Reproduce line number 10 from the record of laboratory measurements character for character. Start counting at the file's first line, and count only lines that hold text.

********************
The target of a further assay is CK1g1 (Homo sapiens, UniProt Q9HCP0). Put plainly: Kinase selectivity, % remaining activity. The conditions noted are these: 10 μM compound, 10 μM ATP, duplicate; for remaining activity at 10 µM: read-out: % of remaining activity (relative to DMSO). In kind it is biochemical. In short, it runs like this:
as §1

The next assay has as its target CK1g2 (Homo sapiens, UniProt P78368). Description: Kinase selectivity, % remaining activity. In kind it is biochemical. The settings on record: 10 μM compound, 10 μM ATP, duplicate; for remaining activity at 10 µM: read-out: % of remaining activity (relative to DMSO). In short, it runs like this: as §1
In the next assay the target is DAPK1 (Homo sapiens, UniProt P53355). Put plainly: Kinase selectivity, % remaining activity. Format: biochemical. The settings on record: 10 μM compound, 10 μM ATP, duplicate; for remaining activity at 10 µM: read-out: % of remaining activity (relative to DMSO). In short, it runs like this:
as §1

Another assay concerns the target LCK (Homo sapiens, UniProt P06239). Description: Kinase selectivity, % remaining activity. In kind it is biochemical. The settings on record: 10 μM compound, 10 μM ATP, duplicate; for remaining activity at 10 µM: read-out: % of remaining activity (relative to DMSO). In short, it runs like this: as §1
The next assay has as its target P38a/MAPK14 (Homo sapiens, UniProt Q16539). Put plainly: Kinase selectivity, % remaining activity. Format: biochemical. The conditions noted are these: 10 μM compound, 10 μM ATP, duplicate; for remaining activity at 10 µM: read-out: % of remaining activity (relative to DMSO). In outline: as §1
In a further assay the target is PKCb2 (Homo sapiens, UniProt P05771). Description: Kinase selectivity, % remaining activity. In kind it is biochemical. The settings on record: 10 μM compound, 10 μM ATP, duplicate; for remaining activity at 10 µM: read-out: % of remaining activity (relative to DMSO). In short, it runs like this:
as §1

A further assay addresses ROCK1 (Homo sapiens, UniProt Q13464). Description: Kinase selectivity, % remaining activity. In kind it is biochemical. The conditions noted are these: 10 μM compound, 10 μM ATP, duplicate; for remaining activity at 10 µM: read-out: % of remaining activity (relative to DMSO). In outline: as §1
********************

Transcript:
A further assay addresses ROCK1 (Homo sapiens, UniProt Q13464). Description: Kinase selectivity, % remaining activity. In kind it is biochemical. The conditions noted are these: 10 μM compound, 10 μM ATP, duplicate; for remaining activity at 10 µM: read-out: % of remaining activity (relative to DMSO). In outline: as §1